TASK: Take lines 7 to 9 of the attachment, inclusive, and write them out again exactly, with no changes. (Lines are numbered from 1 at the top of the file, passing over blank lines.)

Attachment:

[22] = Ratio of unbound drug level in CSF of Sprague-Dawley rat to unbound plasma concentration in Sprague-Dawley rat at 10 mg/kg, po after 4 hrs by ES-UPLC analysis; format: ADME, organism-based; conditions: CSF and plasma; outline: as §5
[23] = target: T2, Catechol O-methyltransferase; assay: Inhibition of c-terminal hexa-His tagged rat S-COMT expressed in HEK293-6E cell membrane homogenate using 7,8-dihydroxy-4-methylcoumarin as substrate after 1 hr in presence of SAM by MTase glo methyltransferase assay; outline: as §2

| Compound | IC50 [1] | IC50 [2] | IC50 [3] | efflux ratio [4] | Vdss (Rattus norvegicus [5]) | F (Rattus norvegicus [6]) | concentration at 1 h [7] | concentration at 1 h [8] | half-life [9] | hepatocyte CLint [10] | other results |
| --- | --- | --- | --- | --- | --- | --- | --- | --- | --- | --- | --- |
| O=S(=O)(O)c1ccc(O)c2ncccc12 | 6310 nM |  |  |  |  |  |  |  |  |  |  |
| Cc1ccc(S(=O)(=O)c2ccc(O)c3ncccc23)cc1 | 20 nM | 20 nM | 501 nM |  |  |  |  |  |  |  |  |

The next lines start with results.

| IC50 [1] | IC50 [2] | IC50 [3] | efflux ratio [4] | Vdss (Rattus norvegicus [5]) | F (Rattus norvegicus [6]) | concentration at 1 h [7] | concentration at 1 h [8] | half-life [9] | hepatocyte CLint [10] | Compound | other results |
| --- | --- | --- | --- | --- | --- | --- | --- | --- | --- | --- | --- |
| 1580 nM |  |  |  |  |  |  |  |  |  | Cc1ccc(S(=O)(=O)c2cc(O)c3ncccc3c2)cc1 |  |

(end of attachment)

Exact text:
The next lines start with results.

| IC50 [1] | IC50 [2] | IC50 [3] | efflux ratio [4] | Vdss (Rattus norvegicus [5]) | F (Rattus norvegicus [6]) | concentration at 1 h [7] | concentration at 1 h [8] | half-life [9] | hepatocyte CLint [10] | Compound | other results |
| --- | --- | --- | --- | --- | --- | --- | --- | --- | --- | --- | --- |